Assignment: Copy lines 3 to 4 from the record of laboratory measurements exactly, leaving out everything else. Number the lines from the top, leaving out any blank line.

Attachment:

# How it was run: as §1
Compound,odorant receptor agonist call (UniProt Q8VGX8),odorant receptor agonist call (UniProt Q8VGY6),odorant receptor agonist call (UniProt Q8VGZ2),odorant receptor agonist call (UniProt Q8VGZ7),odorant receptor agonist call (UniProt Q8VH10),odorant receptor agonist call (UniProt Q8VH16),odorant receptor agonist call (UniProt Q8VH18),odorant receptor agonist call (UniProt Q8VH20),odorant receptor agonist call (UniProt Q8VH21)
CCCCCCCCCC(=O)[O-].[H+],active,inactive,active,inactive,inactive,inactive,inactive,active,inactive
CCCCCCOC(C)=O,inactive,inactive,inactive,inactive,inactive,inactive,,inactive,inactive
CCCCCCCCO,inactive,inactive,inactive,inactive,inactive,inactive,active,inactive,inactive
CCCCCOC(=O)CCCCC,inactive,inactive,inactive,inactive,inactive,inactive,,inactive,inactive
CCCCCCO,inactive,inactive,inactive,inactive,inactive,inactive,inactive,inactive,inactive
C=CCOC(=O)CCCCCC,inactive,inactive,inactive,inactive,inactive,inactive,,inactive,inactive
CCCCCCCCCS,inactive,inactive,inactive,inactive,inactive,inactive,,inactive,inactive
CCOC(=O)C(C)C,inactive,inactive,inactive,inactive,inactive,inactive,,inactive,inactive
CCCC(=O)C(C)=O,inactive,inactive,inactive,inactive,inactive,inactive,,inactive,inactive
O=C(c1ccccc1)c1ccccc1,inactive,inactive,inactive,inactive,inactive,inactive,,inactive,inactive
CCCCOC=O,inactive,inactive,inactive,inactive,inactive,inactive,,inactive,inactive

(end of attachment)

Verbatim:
CCCCCCCCCC(=O)[O-].[H+],active,inactive,active,inactive,inactive,inactive,inactive,active,inactive
CCCCCCOC(C)=O,inactive,inactive,inactive,inactive,inactive,inactive,,inactive,inactive